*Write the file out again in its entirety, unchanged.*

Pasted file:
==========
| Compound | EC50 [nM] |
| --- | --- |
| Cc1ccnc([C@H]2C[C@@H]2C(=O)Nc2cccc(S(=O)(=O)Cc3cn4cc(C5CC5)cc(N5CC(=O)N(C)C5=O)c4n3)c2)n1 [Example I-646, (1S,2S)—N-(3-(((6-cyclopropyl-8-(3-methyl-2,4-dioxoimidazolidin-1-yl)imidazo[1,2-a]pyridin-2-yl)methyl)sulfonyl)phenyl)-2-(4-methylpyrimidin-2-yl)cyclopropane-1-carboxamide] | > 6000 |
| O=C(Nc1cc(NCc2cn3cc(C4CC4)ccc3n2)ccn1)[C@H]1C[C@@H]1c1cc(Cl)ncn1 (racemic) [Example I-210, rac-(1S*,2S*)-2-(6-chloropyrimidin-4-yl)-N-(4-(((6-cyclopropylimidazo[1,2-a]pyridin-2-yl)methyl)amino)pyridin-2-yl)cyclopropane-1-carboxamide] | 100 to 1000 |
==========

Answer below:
| Compound | EC50 [nM] |
| --- | --- |
| Cc1ccnc([C@H]2C[C@@H]2C(=O)Nc2cccc(S(=O)(=O)Cc3cn4cc(C5CC5)cc(N5CC(=O)N(C)C5=O)c4n3)c2)n1 [Example I-646, (1S,2S)—N-(3-(((6-cyclopropyl-8-(3-methyl-2,4-dioxoimidazolidin-1-yl)imidazo[1,2-a]pyridin-2-yl)methyl)sulfonyl)phenyl)-2-(4-methylpyrimidin-2-yl)cyclopropane-1-carboxamide] | > 6000 |
| O=C(Nc1cc(NCc2cn3cc(C4CC4)ccc3n2)ccn1)[C@H]1C[C@@H]1c1cc(Cl)ncn1 (racemic) [Example I-210, rac-(1S*,2S*)-2-(6-chloropyrimidin-4-yl)-N-(4-(((6-cyclopropylimidazo[1,2-a]pyridin-2-yl)methyl)amino)pyridin-2-yl)cyclopropane-1-carboxamide] | 100 to 1000 |